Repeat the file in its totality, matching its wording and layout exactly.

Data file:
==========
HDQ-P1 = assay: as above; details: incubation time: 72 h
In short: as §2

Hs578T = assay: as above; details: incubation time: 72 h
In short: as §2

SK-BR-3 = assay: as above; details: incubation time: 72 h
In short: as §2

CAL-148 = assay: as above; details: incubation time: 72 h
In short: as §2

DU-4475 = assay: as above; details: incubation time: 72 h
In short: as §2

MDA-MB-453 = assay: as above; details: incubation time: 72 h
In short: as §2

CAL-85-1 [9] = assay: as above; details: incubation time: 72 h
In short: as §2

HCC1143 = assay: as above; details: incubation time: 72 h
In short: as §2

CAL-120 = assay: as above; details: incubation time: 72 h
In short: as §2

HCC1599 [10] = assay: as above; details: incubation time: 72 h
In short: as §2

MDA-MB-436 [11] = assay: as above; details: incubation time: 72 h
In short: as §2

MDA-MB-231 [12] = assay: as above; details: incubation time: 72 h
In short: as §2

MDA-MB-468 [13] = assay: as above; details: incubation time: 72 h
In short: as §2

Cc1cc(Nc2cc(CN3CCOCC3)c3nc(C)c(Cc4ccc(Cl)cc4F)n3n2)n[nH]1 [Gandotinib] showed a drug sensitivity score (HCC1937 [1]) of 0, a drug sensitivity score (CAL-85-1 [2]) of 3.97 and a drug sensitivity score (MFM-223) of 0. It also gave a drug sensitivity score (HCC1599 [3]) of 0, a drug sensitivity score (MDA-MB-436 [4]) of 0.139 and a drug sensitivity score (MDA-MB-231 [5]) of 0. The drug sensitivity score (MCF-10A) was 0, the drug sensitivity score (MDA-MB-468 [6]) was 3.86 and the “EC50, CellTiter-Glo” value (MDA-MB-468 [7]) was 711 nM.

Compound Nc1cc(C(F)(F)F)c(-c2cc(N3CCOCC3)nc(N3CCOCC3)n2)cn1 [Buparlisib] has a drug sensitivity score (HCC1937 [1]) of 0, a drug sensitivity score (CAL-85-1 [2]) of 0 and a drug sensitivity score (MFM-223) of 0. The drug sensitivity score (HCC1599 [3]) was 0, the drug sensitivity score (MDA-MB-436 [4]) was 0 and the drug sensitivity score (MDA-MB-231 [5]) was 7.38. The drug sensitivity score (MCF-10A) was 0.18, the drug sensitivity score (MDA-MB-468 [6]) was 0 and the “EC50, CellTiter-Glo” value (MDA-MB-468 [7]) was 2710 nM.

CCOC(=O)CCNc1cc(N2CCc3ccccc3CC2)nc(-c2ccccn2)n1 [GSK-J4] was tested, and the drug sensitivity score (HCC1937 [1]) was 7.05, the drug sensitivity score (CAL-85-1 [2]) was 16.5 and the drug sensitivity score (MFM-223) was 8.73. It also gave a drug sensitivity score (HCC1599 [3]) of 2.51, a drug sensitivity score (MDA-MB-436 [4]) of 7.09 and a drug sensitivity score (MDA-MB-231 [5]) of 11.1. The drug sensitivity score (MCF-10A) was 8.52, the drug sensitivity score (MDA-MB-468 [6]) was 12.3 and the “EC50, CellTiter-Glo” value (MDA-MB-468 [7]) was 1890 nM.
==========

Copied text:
HDQ-P1 = assay: as above; details: incubation time: 72 h
In short: as §2

Hs578T = assay: as above; details: incubation time: 72 h
In short: as §2

SK-BR-3 = assay: as above; details: incubation time: 72 h
In short: as §2

CAL-148 = assay: as above; details: incubation time: 72 h
In short: as §2

DU-4475 = assay: as above; details: incubation time: 72 h
In short: as §2

MDA-MB-453 = assay: as above; details: incubation time: 72 h
In short: as §2

CAL-85-1 [9] = assay: as above; details: incubation time: 72 h
In short: as §2

HCC1143 = assay: as above; details: incubation time: 72 h
In short: as §2

CAL-120 = assay: as above; details: incubation time: 72 h
In short: as §2

HCC1599 [10] = assay: as above; details: incubation time: 72 h
In short: as §2

MDA-MB-436 [11] = assay: as above; details: incubation time: 72 h
In short: as §2

MDA-MB-231 [12] = assay: as above; details: incubation time: 72 h
In short: as §2

MDA-MB-468 [13] = assay: as above; details: incubation time: 72 h
In short: as §2

Cc1cc(Nc2cc(CN3CCOCC3)c3nc(C)c(Cc4ccc(Cl)cc4F)n3n2)n[nH]1 [Gandotinib] showed a drug sensitivity score (HCC1937 [1]) of 0, a drug sensitivity score (CAL-85-1 [2]) of 3.97 and a drug sensitivity score (MFM-223) of 0. It also gave a drug sensitivity score (HCC1599 [3]) of 0, a drug sensitivity score (MDA-MB-436 [4]) of 0.139 and a drug sensitivity score (MDA-MB-231 [5]) of 0. The drug sensitivity score (MCF-10A) was 0, the drug sensitivity score (MDA-MB-468 [6]) was 3.86 and the “EC50, CellTiter-Glo” value (MDA-MB-468 [7]) was 711 nM.

Compound Nc1cc(C(F)(F)F)c(-c2cc(N3CCOCC3)nc(N3CCOCC3)n2)cn1 [Buparlisib] has a drug sensitivity score (HCC1937 [1]) of 0, a drug sensitivity score (CAL-85-1 [2]) of 0 and a drug sensitivity score (MFM-223) of 0. The drug sensitivity score (HCC1599 [3]) was 0, the drug sensitivity score (MDA-MB-436 [4]) was 0 and the drug sensitivity score (MDA-MB-231 [5]) was 7.38. The drug sensitivity score (MCF-10A) was 0.18, the drug sensitivity score (MDA-MB-468 [6]) was 0 and the “EC50, CellTiter-Glo” value (MDA-MB-468 [7]) was 2710 nM.

CCOC(=O)CCNc1cc(N2CCc3ccccc3CC2)nc(-c2ccccn2)n1 [GSK-J4] was tested, and the drug sensitivity score (HCC1937 [1]) was 7.05, the drug sensitivity score (CAL-85-1 [2]) was 16.5 and the drug sensitivity score (MFM-223) was 8.73. It also gave a drug sensitivity score (HCC1599 [3]) of 2.51, a drug sensitivity score (MDA-MB-436 [4]) of 7.09 and a drug sensitivity score (MDA-MB-231 [5]) of 11.1. The drug sensitivity score (MCF-10A) was 8.52, the drug sensitivity score (MDA-MB-468 [6]) was 12.3 and the “EC50, CellTiter-Glo” value (MDA-MB-468 [7]) was 1890 nM.